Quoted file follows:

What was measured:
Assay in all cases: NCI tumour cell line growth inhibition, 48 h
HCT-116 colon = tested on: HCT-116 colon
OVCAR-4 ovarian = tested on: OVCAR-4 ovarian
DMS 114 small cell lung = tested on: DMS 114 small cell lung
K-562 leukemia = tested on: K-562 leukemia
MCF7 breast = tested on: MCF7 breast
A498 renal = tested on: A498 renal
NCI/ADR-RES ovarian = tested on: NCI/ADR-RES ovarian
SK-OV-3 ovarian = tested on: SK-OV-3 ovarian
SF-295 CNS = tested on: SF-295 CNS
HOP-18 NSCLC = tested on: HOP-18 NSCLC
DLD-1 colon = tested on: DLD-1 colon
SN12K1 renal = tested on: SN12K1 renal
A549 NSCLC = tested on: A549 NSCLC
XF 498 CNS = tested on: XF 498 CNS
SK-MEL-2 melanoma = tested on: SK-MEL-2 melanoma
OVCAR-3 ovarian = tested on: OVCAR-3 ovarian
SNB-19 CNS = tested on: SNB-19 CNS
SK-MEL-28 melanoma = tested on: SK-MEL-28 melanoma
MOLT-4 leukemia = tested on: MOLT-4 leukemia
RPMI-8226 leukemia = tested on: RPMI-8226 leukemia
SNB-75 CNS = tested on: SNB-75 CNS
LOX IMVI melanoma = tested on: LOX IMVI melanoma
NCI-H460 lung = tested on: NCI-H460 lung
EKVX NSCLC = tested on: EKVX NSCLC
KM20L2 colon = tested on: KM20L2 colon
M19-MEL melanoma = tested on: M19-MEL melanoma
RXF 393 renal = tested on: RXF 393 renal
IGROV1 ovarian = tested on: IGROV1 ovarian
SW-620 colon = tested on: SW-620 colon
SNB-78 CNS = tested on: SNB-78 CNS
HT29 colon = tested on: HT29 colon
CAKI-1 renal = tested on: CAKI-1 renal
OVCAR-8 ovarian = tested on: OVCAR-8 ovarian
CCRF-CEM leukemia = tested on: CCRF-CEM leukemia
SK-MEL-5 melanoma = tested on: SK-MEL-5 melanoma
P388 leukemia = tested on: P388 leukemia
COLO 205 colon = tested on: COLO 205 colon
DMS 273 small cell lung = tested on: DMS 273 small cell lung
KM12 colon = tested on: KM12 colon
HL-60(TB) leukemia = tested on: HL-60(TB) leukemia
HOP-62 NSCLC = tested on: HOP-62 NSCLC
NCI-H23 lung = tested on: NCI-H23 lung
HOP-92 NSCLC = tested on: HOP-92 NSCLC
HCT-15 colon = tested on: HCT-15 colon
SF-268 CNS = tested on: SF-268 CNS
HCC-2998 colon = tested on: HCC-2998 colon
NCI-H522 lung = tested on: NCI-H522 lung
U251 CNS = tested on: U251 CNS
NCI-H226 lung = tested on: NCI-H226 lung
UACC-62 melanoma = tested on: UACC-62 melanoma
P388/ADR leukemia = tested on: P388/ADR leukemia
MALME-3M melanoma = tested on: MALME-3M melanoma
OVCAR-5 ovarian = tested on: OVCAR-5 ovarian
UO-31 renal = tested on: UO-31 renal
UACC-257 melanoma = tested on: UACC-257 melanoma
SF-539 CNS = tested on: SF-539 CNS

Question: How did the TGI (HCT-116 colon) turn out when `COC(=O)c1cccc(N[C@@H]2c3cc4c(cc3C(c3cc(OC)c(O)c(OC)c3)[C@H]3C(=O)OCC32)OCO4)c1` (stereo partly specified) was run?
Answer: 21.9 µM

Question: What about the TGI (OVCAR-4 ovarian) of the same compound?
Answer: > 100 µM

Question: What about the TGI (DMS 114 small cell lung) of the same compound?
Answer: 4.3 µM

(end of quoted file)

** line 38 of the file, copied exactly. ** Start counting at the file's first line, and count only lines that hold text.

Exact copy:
P388 leukemia = tested on: P388 leukemia